Interview with Poet Melissa Frederick


by: M.M. Wittle


Melissa Frederick’s work has appeared in the Crab Orchard Review, DIAGRAM, The Cream City Review, Kalliope, Astropoetica, and the Mid-American Review.  Her poetry chapbook, She, was published by Finishing Line Press.


Wittle: As a writer, what about the genre of poetry draws you to write a poem? Also, what about the genre of Creative Nonfiction draws you to write a Creative nonfiction piece?


Frederick: For me, part of the appeal of poetry is its density and economy of language.  Every word counts in poetry.  Every word must move the poem forward. Without question, that appeals to my obsessive editorial side, but I also love the way that poetry distills human experience.  Emotions, time, thought—everything is condensed into these small bursts of language.  When I want to explore a moment, a single thread of ideas, I turn to poetry.  It’s also helpful when I need a break from prose or academic writing or the complications of life in general.  Then, poetry refreshes the creative center of my brain.  Generally speaking, when I’m busy with other things, I can’t write anything but poetry.

Creative nonfiction is something I go to when I want to explore a broader range of ideas or something with a more narrative bent.  As a writer, I definitely fall on the memoir/personal essay side of the creative nonfiction spectrum, rather than on the literary journalism side.  But even though I work mostly in poetry, my creative nonfiction tends to turn out looking more like a story than one of the more circular or meditative pieces that often verge on prose poetry.


Wittle: Briefly explain your writing process. Does it start with a stolen phrase mumbled into a cell phone as you sit down on a park bench? Then how does the idea form into a piece?


Frederick: I have to say, I do love the scraps.  I love found items: the random bit of dialogue, the previously unimagined fact, the memorable dream.  I used to watch a lot of late-night cable when story shows were on a constant loop, shows like “Biography” or “True Hollywood Story.”  I got a lot of mileage out of those.  These days, my (almost) three-year-old son generates the truly mind-blowing, unexpected nuggets of linguistic gold.  In the past few weeks, his imagination has gone from 0 to 120.  So fast I can’t keep up, but I do try to cull some of his best work.

After I have that one little starting point, I jot it down in a notebook, turn it around in my brain, do some freewriting and see if anything jiggles free from my subconscious.  I try to figure out if anything about the idea suggests a structure, traditional or otherwise.  After that, it’s all drudgery and struggle and wallowing in self-castigation when things don’t work and taking long walks and brushing my teeth and just generally waiting for something to click.  A lot of my best ideas come to me in the bathroom, taking a shower or flossing or whatever.  Most of the time, when I’m in front of the computer, I’m twiddling and tweaking and/or beating up on myself for being a worthless hack.  Somehow, a poem emerges from all this chaos.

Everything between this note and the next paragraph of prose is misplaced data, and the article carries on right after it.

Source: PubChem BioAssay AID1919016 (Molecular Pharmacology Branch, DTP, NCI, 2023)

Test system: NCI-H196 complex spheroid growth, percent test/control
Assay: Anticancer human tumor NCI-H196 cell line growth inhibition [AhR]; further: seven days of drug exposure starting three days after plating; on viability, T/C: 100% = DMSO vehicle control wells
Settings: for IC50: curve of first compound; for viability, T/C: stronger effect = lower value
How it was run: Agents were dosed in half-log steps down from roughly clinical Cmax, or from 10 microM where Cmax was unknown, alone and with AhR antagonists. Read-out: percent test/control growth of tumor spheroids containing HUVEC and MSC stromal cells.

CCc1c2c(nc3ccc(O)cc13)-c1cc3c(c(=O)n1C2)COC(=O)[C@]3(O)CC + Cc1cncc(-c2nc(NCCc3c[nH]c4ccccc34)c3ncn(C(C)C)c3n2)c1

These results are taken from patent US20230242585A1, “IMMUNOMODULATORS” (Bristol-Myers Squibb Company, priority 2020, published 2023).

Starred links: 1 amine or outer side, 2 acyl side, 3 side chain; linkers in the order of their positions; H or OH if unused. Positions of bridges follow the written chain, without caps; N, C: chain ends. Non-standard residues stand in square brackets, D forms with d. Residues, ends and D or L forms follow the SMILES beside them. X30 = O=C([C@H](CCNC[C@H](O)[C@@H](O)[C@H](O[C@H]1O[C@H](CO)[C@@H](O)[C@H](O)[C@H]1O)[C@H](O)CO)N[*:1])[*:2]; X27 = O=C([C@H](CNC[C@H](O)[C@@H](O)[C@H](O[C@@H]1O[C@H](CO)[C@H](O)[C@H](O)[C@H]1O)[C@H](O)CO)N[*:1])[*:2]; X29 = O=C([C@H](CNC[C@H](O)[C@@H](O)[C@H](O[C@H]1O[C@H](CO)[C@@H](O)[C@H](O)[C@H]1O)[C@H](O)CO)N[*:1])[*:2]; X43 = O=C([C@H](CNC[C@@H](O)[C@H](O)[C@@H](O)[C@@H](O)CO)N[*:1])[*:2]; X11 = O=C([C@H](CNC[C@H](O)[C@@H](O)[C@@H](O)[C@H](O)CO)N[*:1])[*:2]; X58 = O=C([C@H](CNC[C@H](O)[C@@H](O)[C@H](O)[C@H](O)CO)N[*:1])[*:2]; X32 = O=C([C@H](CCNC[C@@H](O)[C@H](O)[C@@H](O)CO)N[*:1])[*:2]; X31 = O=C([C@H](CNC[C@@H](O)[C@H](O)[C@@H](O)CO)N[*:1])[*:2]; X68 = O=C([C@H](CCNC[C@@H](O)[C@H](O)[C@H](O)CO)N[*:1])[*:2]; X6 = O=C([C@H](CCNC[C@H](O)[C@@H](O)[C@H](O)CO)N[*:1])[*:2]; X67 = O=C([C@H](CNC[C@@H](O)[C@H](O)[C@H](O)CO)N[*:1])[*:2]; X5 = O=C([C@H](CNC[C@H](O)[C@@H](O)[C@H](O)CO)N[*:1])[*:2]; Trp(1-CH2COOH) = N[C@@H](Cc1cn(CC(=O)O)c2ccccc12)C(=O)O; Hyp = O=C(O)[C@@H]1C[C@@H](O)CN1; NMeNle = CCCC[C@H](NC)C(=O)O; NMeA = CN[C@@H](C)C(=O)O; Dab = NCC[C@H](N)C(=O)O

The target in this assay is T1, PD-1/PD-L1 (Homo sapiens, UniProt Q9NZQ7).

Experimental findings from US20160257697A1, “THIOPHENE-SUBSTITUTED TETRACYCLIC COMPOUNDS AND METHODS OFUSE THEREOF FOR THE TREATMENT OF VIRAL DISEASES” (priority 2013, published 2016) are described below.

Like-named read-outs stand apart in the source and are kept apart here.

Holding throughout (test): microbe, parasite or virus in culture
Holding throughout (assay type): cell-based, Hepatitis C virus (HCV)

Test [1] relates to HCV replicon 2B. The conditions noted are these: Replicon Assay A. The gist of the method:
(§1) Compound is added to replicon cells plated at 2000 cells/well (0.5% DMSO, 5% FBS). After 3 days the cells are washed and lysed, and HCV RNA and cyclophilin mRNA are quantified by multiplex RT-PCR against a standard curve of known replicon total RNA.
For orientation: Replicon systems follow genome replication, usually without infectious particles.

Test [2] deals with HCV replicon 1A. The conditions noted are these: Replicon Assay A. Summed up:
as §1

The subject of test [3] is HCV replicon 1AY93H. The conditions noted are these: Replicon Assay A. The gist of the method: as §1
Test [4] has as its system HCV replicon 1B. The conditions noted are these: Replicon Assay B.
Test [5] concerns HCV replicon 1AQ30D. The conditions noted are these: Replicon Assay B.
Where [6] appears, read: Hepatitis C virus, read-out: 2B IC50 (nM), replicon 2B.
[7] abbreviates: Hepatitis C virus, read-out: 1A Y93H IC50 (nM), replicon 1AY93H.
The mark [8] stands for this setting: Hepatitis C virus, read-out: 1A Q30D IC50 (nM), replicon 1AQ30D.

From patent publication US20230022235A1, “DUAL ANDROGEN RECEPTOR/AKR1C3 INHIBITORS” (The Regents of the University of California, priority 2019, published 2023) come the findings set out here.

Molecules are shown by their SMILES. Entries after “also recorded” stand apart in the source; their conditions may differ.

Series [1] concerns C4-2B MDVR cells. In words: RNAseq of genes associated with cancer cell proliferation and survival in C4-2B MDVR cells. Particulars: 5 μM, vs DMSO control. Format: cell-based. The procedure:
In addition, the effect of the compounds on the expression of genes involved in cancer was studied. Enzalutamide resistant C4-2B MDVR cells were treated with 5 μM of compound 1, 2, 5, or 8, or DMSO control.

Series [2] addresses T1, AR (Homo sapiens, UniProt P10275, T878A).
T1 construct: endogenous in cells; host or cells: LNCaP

Wittle: In your opinion, what is it about poetry that makes it easier for a poet to also write Creative nonfiction?


Frederick: I think the bottom line for poets is their familiarity with writing autobiographically.  Not all poetry is autobiographical, of course—not by a long shot.  But these days most poets are used to writing about themselves, their relationships and inner lives.  In creative nonfiction, the power from the piece comes from the author’s ability to say, this is true, which is quite a bit different from fiction, where writers project themselves in pieces onto artificial people in possible worlds and situations.  Also—and this is just my take—creative nonfiction as a genre seems more open to experiments with structure, like time compression, density of language, listing, and other techniques that are more often used in poetry.


Wittle: Your poem, “Pantoum”, ( is a very personal and moving poem. With this particular poem, what moved you to write about this subject in a poem instead of another genre?


Frederick: Definitely it was the form that hooked me.  At the time, I was teaching a seminar on formal poetry at Rosemont College.  (A really, really small seminar, by the way—even poets run like hell from writing in form!)  In class, we were working with a book called The Ode Less Traveled by Stephen Fry, who not only knows an astounding amount about poetry but also happens to be an amazingly funny British actor.  I’d discovered Fry’s book the summer before.  (Terrific bedtime reading!)  When I started teaching from Fry and putting my students through the trenches of formal poetry, I decided it was time to put my own butt on the line and do one of the exercises myself.

I’ve always admired the pantoum’s repeating line patterns, the way the same phrases crop up in different contexts and bring out different shades of meaning.  The relentless march of repetition also made me think of my adventures as a first-time mom.  My son was about ten months old then, and I found myself constantly collecting, sweeping, washing, wiping, powdering, changing, and rocking.  Over and over and over.  It was hypnotic, like living life according to a pendulum, which has the same back-and-forth regularity that runs through the pantoum.  The subject matter fit perfectly.  I composed a lot of this poem in my head during the day.  I discovered I could cut through all the sameness and tedium by playing with rhymes in my head and counting out syllables on my fingers.


Wittle: In “Earth at Night”  ( you use alliteration. Have you found yourself using alliteration or any other poetic device in your creative nonfiction?